Materials and MethodsTop


Pinus pinaster samples were collected from two plots located in two pine stands with decline symptoms in Castilla & León region (Spain). These plots were selected because of the severity of the damages. One is sited at Burgos province (La Horra, UTM coordinates 37T, X-722292, Y-331796, soil type Inceptisol, suborder Xerochrepts) and the other at Ávila province (San Esteban del Valle, UTM coordinates 29T, X-738530, Y-4729138, soil type Inceptisol, suborder Xerochrepts and Xerumbrepts). The Burgos stand is 820 m.a.s.l., with dried gypsum soils and 500 millimetres rain per year. The maximum annual temperature is 29 °C and the minimum –2 °C. The Avila stand is about 1250 m.a.s.l., with dried soils and 1600 mm rain per year. Maximum annual temperature is 30 °C and minimum 0 °C.

In October 2007, nine trees were randomly selected per stand according to their health status (i) three healthy, (ii) three with decline symptoms and (iii) three recently dead (Fig. 2). The trunk was cut with a chainsaw and samples were collected from six different levels (Fig. 3): (1) the collar, (2) the middle of the trunk, (3) the first alive branch, (4) a branch cross-section, (5) the terminal guide and (6) some needles from the top of the crown. Fungal identification was performed using phloem and xylem pieces from these slides. A total of 792 moist chambers were performed ([18 trees x 5 levels x 2 tissues (xylem and phloem) x 4 replicates each]+ [18 trees x 1 level x 1 tissue (needles) x 4 replicates each]).

Figure 2. Health status of Pinus pinaster trees selected for the study: (i, left) three healthy, (ii, center) threes with different degrees of decline symptoms and (iii, right) three recently dead.

Figure 3. Different levels where samples were taken from Pinus pinaster trees, 1: collar, 2: middle of the trunk 3: fist alive branch, 4: branch cross section, 5: terminal guide, 6: needles.

Fungal isolation and identification

In order to identify the fungal taxa, xylem and phloem samples (1 x 2 cm2) as well as needles (2 cm in length) were sampled from each tree, and processed using moist chamber and culture media methodologies, as it has been outlined in previous fungal studies (Santamaría & Diez, 2005; Zamora et al., 2008; Botella et al., 2010; Botella & Diez, 2011). The moist chamber is based in finding fruiting bodies on plant tissues (xylem, phloem and needles) after incubation in Petri dishes at room temperature (25°C ± 2°C) (Zhou et al., 2001) in diffused daylight containing wet paper. A total of 792 moist chambers were performed ([18 trees x 5 levels x 2 tissues (xylem and phloem) x 4 replicates each]+ [18 trees x 1 level x 1 tissue (needles) x 4 replicates each]).

The culture media method included growing mycelia on culture media. Tissue samples were cultured on MEA+tetracycline (33 g of malt extracts, 16 g of agar and 250 mg of tetracycline per litre of distilled water) and were processed into a laminar flow hood to avoid contaminations. Only the surface of needles was sterilized due to the fact that sodium hypochlorite used in sterilization can affect the growth of the ophiostomatoid fungi in the wood. Samples were washed in running tap water for one minute, soaked in 70% alcohol for two minutes, and soaked twice in 3% sodium hypochlorite solution, for two minutes each time. Finally, the samples were immersed twice in sterile distilled water, for two minutes each time, to remove any possible remains of the hypochlorite. Petri dishes were stored for 7 days in the dark at 25ºC and then carefully examined using binoculars. Fruiting bodies from the samples were identified with a microscope Nikon Eclipse E-400 model. A total of 792 Petri dishes were performed ([18 trees x 5 levels x 2 tissues (xylem and phloem) x 4 replicates each]+ [18 trees x 1 level x 1 tissue (needles) x 4 replicates each]).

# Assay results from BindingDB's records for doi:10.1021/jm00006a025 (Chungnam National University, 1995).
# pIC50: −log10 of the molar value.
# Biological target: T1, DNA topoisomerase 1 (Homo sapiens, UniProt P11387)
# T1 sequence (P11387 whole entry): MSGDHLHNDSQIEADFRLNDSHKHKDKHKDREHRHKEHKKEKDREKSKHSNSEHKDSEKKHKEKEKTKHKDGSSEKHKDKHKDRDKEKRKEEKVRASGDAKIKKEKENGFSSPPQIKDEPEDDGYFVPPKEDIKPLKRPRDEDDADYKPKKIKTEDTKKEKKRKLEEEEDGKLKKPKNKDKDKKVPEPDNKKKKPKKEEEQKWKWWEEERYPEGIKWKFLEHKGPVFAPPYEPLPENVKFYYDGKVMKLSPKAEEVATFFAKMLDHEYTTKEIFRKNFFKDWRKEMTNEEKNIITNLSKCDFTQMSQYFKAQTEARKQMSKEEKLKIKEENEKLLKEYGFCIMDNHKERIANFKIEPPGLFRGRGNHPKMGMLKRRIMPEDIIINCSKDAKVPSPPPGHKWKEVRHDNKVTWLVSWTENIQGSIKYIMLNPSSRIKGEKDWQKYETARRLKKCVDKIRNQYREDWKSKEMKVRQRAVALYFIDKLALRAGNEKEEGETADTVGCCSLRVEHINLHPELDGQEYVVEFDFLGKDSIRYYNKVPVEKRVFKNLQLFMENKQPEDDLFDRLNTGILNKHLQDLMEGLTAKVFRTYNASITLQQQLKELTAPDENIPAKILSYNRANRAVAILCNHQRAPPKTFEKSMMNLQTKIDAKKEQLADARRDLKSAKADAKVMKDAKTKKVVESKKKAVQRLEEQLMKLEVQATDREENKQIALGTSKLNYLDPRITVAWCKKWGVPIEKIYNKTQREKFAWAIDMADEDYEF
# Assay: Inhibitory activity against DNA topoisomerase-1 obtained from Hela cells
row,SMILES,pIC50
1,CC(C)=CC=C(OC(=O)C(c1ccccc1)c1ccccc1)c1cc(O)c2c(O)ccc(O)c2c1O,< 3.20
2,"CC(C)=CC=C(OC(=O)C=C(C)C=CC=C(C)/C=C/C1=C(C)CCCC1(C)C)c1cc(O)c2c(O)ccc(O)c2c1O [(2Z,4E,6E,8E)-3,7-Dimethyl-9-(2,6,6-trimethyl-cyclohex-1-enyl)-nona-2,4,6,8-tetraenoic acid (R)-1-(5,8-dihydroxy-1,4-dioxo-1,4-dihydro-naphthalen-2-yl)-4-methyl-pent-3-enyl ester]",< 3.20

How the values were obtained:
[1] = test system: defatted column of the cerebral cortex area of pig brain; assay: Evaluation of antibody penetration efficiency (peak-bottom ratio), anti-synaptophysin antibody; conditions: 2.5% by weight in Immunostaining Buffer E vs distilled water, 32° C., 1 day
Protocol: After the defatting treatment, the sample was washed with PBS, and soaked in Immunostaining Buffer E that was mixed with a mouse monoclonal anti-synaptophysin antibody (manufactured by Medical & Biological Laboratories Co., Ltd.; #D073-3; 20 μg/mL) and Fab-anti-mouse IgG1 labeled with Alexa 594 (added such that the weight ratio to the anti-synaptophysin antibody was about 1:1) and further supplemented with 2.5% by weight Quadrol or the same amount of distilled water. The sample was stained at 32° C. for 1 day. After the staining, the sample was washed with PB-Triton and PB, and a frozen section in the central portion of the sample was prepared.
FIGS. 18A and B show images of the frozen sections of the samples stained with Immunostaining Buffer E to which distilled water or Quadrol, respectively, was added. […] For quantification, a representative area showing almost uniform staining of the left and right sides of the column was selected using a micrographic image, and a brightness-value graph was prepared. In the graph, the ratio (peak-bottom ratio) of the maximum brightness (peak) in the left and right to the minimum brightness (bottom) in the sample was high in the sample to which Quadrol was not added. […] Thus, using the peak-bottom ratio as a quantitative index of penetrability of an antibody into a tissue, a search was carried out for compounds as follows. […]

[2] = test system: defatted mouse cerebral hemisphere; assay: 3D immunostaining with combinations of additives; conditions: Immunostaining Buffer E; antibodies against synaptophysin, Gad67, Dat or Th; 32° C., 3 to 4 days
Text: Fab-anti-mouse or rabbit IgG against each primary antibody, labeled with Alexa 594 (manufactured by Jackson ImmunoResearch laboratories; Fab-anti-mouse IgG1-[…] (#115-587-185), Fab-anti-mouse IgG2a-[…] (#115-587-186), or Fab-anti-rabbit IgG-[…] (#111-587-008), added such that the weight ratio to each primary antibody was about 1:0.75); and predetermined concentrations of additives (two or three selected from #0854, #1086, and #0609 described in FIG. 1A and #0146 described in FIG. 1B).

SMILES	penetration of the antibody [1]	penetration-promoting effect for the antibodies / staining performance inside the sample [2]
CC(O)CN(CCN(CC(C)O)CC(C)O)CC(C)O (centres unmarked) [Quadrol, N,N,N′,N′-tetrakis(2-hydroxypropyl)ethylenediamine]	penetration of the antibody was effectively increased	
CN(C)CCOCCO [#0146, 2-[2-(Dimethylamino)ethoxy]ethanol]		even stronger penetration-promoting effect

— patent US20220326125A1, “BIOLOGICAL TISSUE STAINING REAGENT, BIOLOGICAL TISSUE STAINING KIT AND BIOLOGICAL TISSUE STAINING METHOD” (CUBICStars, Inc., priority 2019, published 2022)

Fungi in Petri dishes were identified according to morphological characteristics of spores and other reproductive structures, such as size, shape and colour. Different taxonomic keys were used for fungal identification (Barnett & Hunter, 1998; Hanlin, 1998; Goidanich, 1990; Lanier et al., 1978; Sutton, 1980; Kiffer & Morelet, 1999). For those structures belonging to the ophiostomatoid fungi Wolfaardt et al., (1992) and Grylls & Seifert (1999) keys were used. Some recalcitrant species like Ophiostoma ips (Rumb.) Nannf. were determined by DNA sequencing (primers ITS1 and ITS4) and BLAST match (Kuekam et al., 2013).

Statistical analysis

In order to assess the influence of the main explanatory variables on the fungal occurrence, a Canonical Correspondence Analysis (CCA) was carried out. The presence or absence of fungal species found for each sample was considered as the dependent variable. The independent variables considered were (i) stand (Burgos/Avila), (ii) tissue type (xylem/phloem/needles), (iii) level of sample in the tree (levels 1, 2, 3, 4, 5, 6) and (iiii) healthy status of the tree (healthy, diseased, dead). A forward selection procedure using the Monte Carlo’s test was then applied to test the degree of significance, with 499 permutations for exploratory analysis and 999 for final results (Legendre & Legendre, 1998). The constrained ordination was performed by using default settings and untransformed species data by means of CANOCO for Windows version 4.5 (Ter Braak & Smilauer, 2002).


The intensity of defoliation in the sampled stands ranged from 10 to 100% and the mortality associated reach the 60% of the trees at the Burgos stand, the more heavily affected by the decline.

A total of 21 fungal species were isolated and identified from the eighteen trees (Table 1). Eleven isolates belonged to the ophiostomatoid group being Ophiostoma and Ceratocystis, with three species each, the more represented genera. Ceratocystiopsis only appeared with two species. Three unidentified ophiostomatoids appeared as well with a low frequency in the P. pinaster samples. Ophiostoma minus (Hedgcock) was the most frequently isolated fungus, followed by O. ips (Rumbold). Some other taxa without any phytopathological importance were also identified (i.e. Penicillium sp. (Link), Aspergillus niger (Tiegh). Rhizopus sp. (Ehrenb)).